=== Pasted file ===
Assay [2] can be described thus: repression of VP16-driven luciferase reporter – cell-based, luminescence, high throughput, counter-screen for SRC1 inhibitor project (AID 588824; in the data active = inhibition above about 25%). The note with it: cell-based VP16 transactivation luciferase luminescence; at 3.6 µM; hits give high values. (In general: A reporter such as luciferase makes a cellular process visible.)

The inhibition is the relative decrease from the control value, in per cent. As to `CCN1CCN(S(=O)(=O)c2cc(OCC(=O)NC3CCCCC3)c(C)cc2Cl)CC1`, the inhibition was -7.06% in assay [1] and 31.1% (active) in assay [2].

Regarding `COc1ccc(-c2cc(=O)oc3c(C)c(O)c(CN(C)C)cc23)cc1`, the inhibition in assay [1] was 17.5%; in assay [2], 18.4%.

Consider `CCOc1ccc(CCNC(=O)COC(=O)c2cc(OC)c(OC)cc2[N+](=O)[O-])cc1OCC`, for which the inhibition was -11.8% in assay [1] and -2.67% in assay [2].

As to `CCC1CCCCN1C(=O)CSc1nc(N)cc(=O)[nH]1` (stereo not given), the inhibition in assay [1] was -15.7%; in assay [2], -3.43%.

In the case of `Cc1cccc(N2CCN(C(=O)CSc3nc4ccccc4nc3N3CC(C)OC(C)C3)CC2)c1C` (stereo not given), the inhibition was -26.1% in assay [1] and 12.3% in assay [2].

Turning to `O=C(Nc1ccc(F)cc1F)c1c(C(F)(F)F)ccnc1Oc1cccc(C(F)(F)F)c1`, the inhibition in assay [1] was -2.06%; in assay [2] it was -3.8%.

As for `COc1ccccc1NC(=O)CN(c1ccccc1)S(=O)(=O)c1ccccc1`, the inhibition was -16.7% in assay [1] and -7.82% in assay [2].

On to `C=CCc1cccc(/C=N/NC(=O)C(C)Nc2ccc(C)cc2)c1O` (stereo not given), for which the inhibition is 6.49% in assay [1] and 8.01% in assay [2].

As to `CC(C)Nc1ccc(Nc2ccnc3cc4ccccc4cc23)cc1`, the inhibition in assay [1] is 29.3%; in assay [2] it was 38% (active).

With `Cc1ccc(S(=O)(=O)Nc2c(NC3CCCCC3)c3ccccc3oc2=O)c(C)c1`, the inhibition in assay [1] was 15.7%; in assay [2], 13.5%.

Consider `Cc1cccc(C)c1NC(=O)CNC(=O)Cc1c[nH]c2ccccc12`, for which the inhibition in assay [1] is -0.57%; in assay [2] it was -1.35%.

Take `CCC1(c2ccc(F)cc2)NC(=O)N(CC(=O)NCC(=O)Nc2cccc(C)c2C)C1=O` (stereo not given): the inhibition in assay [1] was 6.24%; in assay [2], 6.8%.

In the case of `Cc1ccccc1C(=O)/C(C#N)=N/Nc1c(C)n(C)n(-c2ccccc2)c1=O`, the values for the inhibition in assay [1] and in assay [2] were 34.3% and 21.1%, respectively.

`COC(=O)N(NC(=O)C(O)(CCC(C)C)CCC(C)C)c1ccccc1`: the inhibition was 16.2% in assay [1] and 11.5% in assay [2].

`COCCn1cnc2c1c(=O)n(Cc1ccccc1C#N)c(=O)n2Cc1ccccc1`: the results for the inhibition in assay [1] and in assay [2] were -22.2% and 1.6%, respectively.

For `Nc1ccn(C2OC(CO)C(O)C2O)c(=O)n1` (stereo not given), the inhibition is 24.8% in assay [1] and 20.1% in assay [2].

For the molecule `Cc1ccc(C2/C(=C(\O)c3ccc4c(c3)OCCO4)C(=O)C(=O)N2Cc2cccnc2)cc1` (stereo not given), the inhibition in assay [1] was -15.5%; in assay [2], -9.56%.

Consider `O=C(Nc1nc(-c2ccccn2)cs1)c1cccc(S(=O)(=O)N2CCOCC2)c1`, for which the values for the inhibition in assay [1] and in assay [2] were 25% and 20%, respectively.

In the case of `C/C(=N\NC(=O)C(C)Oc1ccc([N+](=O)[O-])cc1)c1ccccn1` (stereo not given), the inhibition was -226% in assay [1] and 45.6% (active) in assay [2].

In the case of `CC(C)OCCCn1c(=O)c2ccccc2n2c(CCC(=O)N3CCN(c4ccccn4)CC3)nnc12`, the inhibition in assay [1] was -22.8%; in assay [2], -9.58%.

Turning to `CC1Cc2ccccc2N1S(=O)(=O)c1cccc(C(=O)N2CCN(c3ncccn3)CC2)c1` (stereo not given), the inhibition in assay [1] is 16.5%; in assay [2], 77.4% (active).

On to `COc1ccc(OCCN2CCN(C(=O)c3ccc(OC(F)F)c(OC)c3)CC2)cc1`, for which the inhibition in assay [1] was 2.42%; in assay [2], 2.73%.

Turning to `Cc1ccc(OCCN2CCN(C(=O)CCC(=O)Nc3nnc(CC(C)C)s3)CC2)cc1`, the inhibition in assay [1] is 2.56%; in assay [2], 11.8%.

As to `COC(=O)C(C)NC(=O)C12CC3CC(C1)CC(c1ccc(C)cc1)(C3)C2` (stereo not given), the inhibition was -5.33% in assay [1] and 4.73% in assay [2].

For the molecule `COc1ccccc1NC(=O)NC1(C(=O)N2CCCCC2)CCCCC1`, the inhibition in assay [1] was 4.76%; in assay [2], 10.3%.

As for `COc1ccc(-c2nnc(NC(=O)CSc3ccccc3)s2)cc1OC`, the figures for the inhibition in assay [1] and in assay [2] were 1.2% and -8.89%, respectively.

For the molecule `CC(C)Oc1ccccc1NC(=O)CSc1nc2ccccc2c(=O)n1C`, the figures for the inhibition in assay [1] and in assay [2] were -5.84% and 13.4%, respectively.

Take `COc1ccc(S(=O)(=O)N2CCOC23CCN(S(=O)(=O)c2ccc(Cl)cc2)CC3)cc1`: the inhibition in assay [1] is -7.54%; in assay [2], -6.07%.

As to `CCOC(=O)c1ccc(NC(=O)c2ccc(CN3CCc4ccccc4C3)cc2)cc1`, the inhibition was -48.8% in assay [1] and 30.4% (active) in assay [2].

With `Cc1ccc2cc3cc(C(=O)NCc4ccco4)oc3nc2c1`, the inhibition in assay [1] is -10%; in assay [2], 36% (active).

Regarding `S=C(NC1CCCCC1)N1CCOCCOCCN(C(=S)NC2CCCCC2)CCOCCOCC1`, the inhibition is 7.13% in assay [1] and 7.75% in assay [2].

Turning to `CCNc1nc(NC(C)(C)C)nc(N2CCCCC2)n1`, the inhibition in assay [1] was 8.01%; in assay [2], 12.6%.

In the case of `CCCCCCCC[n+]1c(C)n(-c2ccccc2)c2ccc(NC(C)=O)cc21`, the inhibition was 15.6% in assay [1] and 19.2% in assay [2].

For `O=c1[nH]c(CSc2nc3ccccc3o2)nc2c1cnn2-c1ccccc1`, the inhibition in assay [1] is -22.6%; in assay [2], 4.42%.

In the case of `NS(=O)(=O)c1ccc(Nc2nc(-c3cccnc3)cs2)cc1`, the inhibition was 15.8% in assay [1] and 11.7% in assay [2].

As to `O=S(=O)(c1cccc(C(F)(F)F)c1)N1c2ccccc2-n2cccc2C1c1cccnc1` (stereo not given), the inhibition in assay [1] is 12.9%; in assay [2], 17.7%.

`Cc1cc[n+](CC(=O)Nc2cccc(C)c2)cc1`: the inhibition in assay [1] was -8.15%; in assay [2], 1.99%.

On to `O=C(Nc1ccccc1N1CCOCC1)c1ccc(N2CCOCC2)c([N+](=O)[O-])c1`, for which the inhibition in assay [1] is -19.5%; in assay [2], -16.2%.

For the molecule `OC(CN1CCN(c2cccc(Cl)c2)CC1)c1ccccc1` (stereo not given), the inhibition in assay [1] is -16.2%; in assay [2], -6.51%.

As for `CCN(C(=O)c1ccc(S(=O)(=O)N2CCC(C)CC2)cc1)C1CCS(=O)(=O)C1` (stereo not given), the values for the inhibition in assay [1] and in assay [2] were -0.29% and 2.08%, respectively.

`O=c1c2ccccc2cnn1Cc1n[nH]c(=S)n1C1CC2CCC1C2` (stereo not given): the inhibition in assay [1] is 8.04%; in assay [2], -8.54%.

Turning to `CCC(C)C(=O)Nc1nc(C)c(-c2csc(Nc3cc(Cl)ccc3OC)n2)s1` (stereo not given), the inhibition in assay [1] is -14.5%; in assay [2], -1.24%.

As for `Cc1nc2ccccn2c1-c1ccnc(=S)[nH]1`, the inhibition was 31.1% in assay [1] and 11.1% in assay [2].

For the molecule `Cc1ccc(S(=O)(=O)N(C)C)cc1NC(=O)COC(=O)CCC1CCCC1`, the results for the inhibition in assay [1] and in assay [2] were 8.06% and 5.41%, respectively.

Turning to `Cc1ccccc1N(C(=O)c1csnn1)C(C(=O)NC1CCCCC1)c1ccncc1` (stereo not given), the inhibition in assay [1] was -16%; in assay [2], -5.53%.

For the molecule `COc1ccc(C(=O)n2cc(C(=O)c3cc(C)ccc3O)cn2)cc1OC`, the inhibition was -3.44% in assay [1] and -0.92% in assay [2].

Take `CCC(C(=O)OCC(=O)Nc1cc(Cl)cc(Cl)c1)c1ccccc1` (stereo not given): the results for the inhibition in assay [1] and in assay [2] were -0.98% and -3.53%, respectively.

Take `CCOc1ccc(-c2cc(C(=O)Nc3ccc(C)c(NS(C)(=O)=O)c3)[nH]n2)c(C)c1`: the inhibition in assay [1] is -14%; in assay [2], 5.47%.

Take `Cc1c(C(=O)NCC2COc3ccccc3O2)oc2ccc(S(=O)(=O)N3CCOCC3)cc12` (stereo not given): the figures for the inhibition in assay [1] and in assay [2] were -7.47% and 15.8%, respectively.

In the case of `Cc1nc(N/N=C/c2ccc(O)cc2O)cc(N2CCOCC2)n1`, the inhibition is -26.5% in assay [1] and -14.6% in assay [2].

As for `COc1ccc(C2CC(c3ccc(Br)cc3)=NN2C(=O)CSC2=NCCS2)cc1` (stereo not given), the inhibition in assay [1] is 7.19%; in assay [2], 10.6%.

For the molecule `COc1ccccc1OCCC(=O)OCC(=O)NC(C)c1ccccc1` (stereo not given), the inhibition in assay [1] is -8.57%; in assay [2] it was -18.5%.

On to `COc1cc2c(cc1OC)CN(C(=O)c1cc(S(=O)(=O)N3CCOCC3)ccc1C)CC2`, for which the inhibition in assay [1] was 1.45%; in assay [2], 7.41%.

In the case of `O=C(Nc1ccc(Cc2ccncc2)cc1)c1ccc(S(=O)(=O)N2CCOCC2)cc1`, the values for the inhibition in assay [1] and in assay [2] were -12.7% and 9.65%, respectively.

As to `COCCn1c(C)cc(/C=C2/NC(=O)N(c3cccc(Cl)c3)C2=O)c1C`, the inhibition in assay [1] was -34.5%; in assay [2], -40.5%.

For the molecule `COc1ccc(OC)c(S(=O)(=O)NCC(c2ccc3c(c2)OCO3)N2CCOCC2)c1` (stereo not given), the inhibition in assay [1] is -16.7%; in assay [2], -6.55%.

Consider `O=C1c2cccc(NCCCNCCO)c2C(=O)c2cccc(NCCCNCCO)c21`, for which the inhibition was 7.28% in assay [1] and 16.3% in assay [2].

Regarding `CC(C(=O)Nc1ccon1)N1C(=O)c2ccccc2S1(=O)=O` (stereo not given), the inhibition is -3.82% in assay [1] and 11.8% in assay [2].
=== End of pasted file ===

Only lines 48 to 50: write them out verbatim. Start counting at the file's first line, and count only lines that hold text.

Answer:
Take `CCC(C(=O)OCC(=O)Nc1cc(Cl)cc(Cl)c1)c1ccccc1` (stereo not given): the results for the inhibition in assay [1] and in assay [2] were -0.98% and -3.53%, respectively.

Take `CCOc1ccc(-c2cc(C(=O)Nc3ccc(C)c(NS(C)(=O)=O)c3)[nH]n2)c(C)c1`: the inhibition in assay [1] is -14%; in assay [2], 5.47%.

Take `Cc1c(C(=O)NCC2COc3ccccc3O2)oc2ccc(S(=O)(=O)N3CCOCC3)cc12` (stereo not given): the figures for the inhibition in assay [1] and in assay [2] were -7.47% and 15.8%, respectively.